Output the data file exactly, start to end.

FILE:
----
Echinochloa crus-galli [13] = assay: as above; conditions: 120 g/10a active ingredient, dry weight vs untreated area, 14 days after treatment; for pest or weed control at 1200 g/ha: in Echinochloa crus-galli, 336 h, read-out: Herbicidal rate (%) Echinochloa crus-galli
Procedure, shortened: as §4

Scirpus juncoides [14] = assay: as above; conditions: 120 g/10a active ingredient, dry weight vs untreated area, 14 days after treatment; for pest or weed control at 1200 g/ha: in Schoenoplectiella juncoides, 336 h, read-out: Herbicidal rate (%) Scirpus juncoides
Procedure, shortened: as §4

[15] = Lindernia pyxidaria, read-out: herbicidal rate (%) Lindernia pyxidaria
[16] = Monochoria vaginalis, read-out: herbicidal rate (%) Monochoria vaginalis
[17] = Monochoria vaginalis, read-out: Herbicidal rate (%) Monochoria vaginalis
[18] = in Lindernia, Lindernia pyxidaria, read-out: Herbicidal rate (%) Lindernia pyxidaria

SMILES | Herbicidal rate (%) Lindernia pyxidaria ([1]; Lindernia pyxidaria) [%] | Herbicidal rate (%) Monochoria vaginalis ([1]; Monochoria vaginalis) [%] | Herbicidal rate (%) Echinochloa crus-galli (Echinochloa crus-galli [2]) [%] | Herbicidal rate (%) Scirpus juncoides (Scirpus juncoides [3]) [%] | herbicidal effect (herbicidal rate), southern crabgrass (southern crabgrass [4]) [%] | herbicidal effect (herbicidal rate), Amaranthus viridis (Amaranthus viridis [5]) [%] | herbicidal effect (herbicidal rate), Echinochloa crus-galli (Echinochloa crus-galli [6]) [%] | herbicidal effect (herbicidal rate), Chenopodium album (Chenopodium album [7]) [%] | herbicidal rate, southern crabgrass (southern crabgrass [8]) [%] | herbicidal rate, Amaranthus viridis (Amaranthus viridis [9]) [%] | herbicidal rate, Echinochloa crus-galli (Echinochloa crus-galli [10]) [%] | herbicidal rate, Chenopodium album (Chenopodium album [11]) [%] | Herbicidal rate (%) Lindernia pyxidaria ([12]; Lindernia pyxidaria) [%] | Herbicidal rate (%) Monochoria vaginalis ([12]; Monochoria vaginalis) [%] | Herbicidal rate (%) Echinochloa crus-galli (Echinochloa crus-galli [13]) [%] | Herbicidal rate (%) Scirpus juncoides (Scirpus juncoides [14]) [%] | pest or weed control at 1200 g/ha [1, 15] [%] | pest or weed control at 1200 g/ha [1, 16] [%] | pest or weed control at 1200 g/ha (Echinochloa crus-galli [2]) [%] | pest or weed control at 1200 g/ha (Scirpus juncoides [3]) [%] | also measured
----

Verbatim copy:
Echinochloa crus-galli [13] = assay: as above; conditions: 120 g/10a active ingredient, dry weight vs untreated area, 14 days after treatment; for pest or weed control at 1200 g/ha: in Echinochloa crus-galli, 336 h, read-out: Herbicidal rate (%) Echinochloa crus-galli
Procedure, shortened: as §4

Scirpus juncoides [14] = assay: as above; conditions: 120 g/10a active ingredient, dry weight vs untreated area, 14 days after treatment; for pest or weed control at 1200 g/ha: in Schoenoplectiella juncoides, 336 h, read-out: Herbicidal rate (%) Scirpus juncoides
Procedure, shortened: as §4

[15] = Lindernia pyxidaria, read-out: herbicidal rate (%) Lindernia pyxidaria
[16] = Monochoria vaginalis, read-out: herbicidal rate (%) Monochoria vaginalis
[17] = Monochoria vaginalis, read-out: Herbicidal rate (%) Monochoria vaginalis
[18] = in Lindernia, Lindernia pyxidaria, read-out: Herbicidal rate (%) Lindernia pyxidaria

SMILES | Herbicidal rate (%) Lindernia pyxidaria ([1]; Lindernia pyxidaria) [%] | Herbicidal rate (%) Monochoria vaginalis ([1]; Monochoria vaginalis) [%] | Herbicidal rate (%) Echinochloa crus-galli (Echinochloa crus-galli [2]) [%] | Herbicidal rate (%) Scirpus juncoides (Scirpus juncoides [3]) [%] | herbicidal effect (herbicidal rate), southern crabgrass (southern crabgrass [4]) [%] | herbicidal effect (herbicidal rate), Amaranthus viridis (Amaranthus viridis [5]) [%] | herbicidal effect (herbicidal rate), Echinochloa crus-galli (Echinochloa crus-galli [6]) [%] | herbicidal effect (herbicidal rate), Chenopodium album (Chenopodium album [7]) [%] | herbicidal rate, southern crabgrass (southern crabgrass [8]) [%] | herbicidal rate, Amaranthus viridis (Amaranthus viridis [9]) [%] | herbicidal rate, Echinochloa crus-galli (Echinochloa crus-galli [10]) [%] | herbicidal rate, Chenopodium album (Chenopodium album [11]) [%] | Herbicidal rate (%) Lindernia pyxidaria ([12]; Lindernia pyxidaria) [%] | Herbicidal rate (%) Monochoria vaginalis ([12]; Monochoria vaginalis) [%] | Herbicidal rate (%) Echinochloa crus-galli (Echinochloa crus-galli [13]) [%] | Herbicidal rate (%) Scirpus juncoides (Scirpus juncoides [14]) [%] | pest or weed control at 1200 g/ha [1, 15] [%] | pest or weed control at 1200 g/ha [1, 16] [%] | pest or weed control at 1200 g/ha (Echinochloa crus-galli [2]) [%] | pest or weed control at 1200 g/ha (Scirpus juncoides [3]) [%] | also measured